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Kohler Strike | Wisconsin Historical Society

Historical Essay

Kohler Strike

Kohler Strike | Wisconsin Historical Society
Dictionary of Wisconsin History.

 

Kohler Strike Poster, 1934 (WHI-58466)

Used for two famous labor actions:

In 1934, employees of the Kohler Company attempted to organize a union over the objections of company president Walter J. Kohler, who had a different interpretation of a labor law that allowed employees to organize and bargain collectively. Kohler believed that his workers could organize but he did not think that any union should have exclusive bargaining power--a right claimed by the newly formed AFL Union of Kohler workers. After Kohler refused to bargain with them, the workers declared a general strike on July 16th. The relatively peaceful strike took a violent turn on July 27th when special deputies broke through the picket lines to escort a coal car that strikers had turned back. A battle ensued outside the plant that left two strikers dead and over 40 wounded. The next day, Governor Schmedeman called out the National Guard to restore order.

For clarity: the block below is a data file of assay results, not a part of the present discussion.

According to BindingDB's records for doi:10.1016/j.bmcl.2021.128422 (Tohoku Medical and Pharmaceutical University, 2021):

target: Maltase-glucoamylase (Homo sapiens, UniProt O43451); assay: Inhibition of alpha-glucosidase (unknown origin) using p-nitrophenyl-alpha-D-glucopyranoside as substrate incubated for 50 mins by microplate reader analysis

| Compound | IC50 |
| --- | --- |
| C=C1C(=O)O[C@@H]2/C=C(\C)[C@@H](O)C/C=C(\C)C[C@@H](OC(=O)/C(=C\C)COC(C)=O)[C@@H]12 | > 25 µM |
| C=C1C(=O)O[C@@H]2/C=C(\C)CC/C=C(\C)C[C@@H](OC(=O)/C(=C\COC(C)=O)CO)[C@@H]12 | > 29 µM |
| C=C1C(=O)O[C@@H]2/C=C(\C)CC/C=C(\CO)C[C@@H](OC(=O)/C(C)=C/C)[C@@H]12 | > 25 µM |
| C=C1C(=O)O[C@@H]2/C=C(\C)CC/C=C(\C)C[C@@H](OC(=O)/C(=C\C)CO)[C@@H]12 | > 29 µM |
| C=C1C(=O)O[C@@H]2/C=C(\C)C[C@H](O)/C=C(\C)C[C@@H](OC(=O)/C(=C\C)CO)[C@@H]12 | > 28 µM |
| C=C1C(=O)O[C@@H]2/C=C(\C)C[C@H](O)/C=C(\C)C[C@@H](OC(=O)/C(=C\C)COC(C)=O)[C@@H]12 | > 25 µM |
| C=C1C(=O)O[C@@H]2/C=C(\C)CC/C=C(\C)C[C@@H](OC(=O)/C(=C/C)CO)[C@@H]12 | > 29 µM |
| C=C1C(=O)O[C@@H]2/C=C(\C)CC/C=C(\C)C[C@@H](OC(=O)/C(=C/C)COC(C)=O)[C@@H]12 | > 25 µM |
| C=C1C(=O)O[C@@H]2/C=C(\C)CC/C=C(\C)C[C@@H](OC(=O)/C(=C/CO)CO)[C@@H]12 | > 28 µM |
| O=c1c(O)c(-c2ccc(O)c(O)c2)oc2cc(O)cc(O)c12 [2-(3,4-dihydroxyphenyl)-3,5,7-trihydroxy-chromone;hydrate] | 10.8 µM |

Twenty years later the longest major strike in U.S. labor history began at the Kohler Company on April 5, 1954. It was called by the United Auto Workers Local 833 after the company refused to recognize the union, despite a National Labor Relations Board (NLRB) election. Repeated findings by the courts and the NLRB concluded that Kohler had violated labor laws, but the second Kohler strike went on for nine years before the company was finally ordered to recognize the union.

Dictionary of Wisconsin Biography (Madison: State Historical Society of Wisconsin, 1960).

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